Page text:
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Realistic expectations for indie game developer

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I'm considering becoming a full time indie game developer within the next two years. I plan to perform most of the work myself. I work as a programmer and would likely use Unity to create a 2D side scrolling game. I've  been working on my artistic skills for the last  6 years, so I plan to create the art as well.

 

The main concern I have is the possibility of getting in over my head.  What I need to know is what's a feasible scope of  game for one person to complete in 12-15 months?  Are their any examples of indie 2D side scrolling  games created by one developer within that time frame?

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What is your backup plan, in case your project doesn't make any money?

 

Game development is a risky business investment, and chances are the first few projects you produce won't break even unless you're extremely lucky or a marketing genius. This being the case, do you have something to fall back on financially to keep you afloat during the bad times until you reach the good times?

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What is your backup plan, in case your project doesn't make any money?

 

Game development is a risky business investment, and chances are the first few projects you produce won't break even unless you're extremely lucky or a marketing genius. This being the case, do you have something to fall back on financially to keep you afloat during the bad times until you reach the good times?

 

^ this ^

 

For a while the holy grail was get you game on steam but even that is probably not what it used to be. I remember watching the film about indie games and the Super Meat Boy guys were saying most of their sales would come from when they were on the front page of steam after initial release. I get the feel that green light will have broken that now as there is a tsunami of crap on steam now, most indie. So unless you have a unique breakout game it will be hard to rise above the rest 

Edited by WozNZ

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I'm considering becoming a full time indie game developer within the next two years.

Well you have 2 years to learn. Unless you mean in 2 years you want to be profitable enough with your game to go full-time. Or do you have money saved up to start full-time in 2 years?

There are a lot of games out there. You have to be unique. You will need art and programming that doesn't just look like garbage. I would check out "indie game the movie" just for entertainment. It's totally doable. I was good enough to program after 2 years to do any type of 2D game for sure. You just have to dive in and start solving the basic problems 1 by 1. There are game engines now as well (Unity, Unreal), though doing full-time indie they will take some of your profit.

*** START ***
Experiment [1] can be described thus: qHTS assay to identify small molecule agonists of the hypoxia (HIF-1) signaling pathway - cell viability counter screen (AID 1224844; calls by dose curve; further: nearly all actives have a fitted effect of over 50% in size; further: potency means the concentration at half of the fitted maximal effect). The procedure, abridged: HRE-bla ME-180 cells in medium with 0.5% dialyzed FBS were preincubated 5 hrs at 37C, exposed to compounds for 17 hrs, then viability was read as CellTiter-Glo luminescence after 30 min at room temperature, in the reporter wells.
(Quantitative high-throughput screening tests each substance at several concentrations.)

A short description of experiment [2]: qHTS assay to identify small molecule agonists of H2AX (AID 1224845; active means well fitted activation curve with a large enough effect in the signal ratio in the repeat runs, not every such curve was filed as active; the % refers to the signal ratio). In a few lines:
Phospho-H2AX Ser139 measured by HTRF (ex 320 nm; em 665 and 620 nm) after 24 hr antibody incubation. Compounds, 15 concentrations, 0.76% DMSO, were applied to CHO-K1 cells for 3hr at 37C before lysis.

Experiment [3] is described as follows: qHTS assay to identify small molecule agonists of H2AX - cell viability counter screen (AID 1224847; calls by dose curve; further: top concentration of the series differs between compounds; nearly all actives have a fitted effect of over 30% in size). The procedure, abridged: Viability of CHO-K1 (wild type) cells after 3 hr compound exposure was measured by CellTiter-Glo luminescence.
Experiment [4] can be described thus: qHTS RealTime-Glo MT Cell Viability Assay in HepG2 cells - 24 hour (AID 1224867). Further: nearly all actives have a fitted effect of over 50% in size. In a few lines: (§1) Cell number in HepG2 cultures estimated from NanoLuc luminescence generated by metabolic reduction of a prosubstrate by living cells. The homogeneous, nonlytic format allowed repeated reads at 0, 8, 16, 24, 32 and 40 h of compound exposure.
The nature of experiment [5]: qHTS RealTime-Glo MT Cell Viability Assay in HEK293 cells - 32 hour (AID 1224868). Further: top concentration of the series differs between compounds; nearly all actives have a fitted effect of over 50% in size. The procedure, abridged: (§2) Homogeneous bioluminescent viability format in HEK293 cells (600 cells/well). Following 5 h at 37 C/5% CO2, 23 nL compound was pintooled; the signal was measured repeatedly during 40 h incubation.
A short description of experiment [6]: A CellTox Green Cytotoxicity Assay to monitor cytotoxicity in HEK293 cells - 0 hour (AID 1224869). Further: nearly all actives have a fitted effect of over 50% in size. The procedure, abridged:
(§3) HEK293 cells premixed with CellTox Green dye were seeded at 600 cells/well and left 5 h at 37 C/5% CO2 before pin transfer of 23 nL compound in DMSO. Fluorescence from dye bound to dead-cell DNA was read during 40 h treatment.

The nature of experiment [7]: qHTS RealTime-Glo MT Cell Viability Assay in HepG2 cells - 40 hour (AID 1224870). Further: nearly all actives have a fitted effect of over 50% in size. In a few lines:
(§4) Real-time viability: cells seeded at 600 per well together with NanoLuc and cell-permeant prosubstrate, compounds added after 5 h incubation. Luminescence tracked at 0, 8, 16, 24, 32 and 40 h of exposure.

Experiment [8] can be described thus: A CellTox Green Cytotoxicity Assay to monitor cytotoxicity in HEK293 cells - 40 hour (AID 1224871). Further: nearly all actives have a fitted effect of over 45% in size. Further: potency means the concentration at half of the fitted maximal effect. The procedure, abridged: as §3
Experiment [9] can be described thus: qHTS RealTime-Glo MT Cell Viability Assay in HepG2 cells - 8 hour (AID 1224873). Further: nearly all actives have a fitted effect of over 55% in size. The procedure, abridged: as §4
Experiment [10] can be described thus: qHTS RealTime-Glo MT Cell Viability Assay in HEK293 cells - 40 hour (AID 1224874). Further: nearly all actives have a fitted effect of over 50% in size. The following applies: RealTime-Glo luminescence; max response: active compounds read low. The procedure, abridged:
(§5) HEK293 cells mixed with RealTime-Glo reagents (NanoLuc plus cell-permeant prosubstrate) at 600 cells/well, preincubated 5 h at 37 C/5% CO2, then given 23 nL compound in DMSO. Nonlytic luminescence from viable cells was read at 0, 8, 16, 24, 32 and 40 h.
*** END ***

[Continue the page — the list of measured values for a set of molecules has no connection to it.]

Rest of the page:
At the end of they day any dream is possible with hard work. However many people just dream and are lazy. Just don't be lazy. It takes a lot of time. Lets say it would take me 1000 hours to make a complete 2d game with art and programming. 1000/40 = 25 weeks. I don't know how well that number is as I don't have a GDD in front of me to plan out a game and scope it, but just using that as a decent number you can see how much dedication is at hand.

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Going off famous two-man indie games according to Wikipedia: 

Braid took about 1 year to reach feature completion, but 3 years until it was released.

Super Meat Boy took 3 months to prototype and 2 years to release.

So, smaller scope than those?

Yeah. It would have to be smaller. I don't know if I could work on a game for over two years on my own.

 

If I did try attempt making a game of the same scope as the ones you mentioned, you think people would be willing to buy games in 'episodes'? By this I mean breaking up a larger game into pieces that could be sold as updates. That way, the time between starting and completing something  would be significantly reduced.

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What is your backup plan, in case your project doesn't make any money?

 

Game development is a risky business investment, and chances are the first few projects you produce won't break even unless you're extremely lucky or a marketing genius. This being the case, do you have something to fall back on financially to keep you afloat during the bad times until you reach the good times?

 

 I have a decent safety net. Assuming I could complete a game withing 1-2 years,I wouldn't be in the desperate situation you see in some indie game postmortems, even if it doesn't sell. 

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I get the feel that green light will have broken that now as there is a tsunami of crap on steam now, most indie.

 

That's not relevant. It doesn't hurt anyone for those extra games to be on there because they're rarely making it to the front page at all.

 

Also, this makes the fallacious assumption that 'my' work is losing out due to 'other' people's crap; but obviously every developer thinks their work is deserving and the other stuff is not. So now we get a pattern where someone release ssomething that everyone else thinks is crap, but complain that other people's crap is what stopped it selling.

 

Formerly, only good stuff was on there, so it sold pretty well. Those developers did well because their games were good; not because of the absence of bad games on there.

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